MVP No. 8 - Worth a King’s ransom

It’s countdown time! A new feature at, we’re going to ascend daily toward who we perceive to be the most important player to Washington’s success, revealing a new name every day. Today we dig into the top-10 and feature a player who has, over the course of his Washington career, steadily put himself in a position to make a lot of money in 2017.

Kevin King is old enough now that he’s seen it all. Originally coming to Washington as a 6-foot-3, 170-pound pencil-necked safety prospect with a wicked wingspan and undeniable football IQ, King has molded himself into a 190-pound cornerback capable of shutting down slots or wideouts. 

And as we’ve seen with players like Richard Sherman and Brandon Browner in the NFL, rangy cornerbacks are starting to become the norm, and for obvious reasons - they can match up well with bigger receivers, whether harassing them at the line of scrimmage or in jump-ball situations downfield. So if you're 6-foot-3 and has a history of being able to shut down receivers inside or outside, you're probably in good shape to cash in when the time comes to go pro. 

King went from being a starting safety in 2014 to making a big switch to cornerback. Many of us wondered why a starting safety would be asked to make that move, but based on the way he played as a true junior we aren’t wondering anymore. When Marcus Peters was dismissed, an opening became available and King took full advantage. 

With defenses going with more and more defensive backs to counteract spread offenses, King represents unique value. He brings a safety’s body to the cornerback position, able to play on an island or even nickel or dime when the Huskies start out games with extra defensive backs. Not many defensive backs can do that at King’s level of proficiency.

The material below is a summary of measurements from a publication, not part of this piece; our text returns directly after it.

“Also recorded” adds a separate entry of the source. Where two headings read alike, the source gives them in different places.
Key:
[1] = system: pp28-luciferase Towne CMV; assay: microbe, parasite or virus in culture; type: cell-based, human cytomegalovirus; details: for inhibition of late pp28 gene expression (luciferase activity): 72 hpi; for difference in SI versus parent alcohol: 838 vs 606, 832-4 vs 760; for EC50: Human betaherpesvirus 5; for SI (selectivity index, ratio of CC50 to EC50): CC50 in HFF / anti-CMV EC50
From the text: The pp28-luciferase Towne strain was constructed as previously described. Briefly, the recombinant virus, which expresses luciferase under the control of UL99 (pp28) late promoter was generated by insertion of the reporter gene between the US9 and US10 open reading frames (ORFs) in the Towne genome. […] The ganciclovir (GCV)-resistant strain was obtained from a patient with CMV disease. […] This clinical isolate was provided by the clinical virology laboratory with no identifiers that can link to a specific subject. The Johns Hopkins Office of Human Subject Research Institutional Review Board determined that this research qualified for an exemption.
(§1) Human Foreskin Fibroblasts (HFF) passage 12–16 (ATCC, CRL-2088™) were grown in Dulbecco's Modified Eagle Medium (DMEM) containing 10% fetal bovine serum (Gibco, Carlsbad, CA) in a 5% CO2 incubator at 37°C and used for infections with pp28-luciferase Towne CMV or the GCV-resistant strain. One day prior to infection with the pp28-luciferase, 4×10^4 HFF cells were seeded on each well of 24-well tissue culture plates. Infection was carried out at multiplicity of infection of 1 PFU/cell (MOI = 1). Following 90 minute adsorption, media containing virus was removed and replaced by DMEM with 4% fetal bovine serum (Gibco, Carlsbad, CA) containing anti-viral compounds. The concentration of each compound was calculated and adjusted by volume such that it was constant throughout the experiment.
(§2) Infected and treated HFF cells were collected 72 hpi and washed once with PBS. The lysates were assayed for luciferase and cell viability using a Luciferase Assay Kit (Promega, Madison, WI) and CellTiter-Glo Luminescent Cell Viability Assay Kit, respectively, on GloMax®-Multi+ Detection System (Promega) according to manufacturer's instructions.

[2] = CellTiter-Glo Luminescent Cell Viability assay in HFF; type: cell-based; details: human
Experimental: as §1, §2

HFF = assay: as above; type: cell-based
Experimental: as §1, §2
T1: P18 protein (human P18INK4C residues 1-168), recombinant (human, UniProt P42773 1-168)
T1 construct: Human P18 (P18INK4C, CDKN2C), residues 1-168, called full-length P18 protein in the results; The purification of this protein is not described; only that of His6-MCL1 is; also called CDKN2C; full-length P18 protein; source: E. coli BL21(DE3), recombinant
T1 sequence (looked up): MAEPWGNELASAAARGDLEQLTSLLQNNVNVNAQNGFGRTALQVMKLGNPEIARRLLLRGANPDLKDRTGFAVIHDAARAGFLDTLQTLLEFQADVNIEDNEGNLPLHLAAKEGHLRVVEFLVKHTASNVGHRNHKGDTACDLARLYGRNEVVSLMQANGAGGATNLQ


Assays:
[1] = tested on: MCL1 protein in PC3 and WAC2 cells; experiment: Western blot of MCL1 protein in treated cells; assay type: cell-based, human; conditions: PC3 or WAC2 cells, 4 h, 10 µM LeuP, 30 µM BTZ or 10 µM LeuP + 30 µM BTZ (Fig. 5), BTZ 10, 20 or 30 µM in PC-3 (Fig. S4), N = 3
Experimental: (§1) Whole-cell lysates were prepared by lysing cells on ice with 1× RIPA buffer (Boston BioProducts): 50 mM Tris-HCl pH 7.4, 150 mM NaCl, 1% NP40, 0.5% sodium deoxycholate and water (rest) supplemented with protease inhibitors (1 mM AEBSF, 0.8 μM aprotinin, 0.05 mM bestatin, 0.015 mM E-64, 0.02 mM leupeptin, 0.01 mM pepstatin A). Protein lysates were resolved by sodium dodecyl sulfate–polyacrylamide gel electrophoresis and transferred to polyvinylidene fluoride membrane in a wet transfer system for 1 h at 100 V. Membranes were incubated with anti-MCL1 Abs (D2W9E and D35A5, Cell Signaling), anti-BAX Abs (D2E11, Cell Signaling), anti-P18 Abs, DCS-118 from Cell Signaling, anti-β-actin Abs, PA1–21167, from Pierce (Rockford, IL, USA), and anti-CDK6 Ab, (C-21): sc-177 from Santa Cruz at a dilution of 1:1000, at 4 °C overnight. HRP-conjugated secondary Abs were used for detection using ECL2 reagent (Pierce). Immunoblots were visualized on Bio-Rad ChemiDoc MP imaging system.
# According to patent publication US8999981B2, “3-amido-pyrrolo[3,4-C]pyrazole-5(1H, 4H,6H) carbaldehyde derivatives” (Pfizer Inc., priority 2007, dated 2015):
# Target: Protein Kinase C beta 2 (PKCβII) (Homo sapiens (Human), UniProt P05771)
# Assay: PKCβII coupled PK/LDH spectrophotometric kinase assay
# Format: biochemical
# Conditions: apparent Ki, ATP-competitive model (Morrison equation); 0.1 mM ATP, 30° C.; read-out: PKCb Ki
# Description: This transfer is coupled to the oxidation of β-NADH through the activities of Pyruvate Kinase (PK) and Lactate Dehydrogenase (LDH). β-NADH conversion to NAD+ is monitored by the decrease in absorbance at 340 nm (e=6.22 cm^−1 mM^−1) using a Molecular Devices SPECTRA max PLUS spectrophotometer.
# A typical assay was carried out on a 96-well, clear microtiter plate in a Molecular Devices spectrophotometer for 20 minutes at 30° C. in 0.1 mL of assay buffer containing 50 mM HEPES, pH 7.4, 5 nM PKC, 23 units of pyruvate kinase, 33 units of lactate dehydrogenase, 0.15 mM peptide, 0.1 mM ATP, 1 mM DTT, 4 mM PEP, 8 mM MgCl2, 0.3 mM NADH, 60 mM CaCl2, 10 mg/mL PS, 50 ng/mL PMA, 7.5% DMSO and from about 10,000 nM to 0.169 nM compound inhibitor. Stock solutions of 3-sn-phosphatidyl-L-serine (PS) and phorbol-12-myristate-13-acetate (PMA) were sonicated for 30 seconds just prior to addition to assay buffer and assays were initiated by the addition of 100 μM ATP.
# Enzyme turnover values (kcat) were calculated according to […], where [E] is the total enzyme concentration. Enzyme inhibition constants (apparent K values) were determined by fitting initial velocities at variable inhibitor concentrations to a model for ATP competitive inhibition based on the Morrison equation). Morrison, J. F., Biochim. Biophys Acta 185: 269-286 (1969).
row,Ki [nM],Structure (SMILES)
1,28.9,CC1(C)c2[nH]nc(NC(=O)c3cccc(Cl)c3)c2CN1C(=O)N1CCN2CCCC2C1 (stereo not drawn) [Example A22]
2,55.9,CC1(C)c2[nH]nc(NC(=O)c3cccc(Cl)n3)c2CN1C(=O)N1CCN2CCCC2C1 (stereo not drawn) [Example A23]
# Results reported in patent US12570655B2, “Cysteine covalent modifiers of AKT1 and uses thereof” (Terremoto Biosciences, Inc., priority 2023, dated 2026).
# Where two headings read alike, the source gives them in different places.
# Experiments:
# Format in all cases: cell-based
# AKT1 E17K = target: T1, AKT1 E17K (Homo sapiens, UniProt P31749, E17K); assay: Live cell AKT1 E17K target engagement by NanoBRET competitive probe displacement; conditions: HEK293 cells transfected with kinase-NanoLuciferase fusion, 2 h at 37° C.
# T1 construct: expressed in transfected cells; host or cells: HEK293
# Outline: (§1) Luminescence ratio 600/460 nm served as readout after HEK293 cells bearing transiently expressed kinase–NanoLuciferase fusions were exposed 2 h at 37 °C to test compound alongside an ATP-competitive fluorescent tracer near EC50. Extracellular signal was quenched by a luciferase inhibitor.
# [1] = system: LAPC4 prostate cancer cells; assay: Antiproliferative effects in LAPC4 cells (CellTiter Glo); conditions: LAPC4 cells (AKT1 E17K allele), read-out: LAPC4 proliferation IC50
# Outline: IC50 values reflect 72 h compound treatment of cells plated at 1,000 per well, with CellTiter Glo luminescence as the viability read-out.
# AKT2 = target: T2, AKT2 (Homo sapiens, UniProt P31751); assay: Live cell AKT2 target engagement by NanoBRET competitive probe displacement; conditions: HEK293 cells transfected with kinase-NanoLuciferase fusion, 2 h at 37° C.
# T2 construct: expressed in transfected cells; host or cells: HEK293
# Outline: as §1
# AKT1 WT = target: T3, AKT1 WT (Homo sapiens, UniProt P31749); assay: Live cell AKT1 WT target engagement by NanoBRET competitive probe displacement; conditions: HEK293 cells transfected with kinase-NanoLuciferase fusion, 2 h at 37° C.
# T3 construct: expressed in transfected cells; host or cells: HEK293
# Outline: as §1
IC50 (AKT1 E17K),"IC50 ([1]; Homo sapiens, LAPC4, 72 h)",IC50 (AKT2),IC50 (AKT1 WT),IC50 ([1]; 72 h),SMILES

Even though his statistics went down from 65 in 2014 to 39 in 2015, he made plays last season that arguably made a bigger impact. His three interceptions were second on the team to Sidney Jones. And his tackles for loss - 4.5 - was tops among Washington defensive backs. It shows how important it is to have a bigger defensive back that can either blitz off the edge or beat blockers when put in one-on-one situations out wide. 

King is uniquely capable of handling all those situations, and that’s where his true value lies. He also holds a lot of value within the defensive back room because he’s the only senior. The rest of the secondary will be looking to him for guidance and a steady hand during difficult times. 

His experience, coupled with his versatility, makes Kevin King one of the most valuable players on the team. 

His leadership and skill set will be missed the day he graduates.

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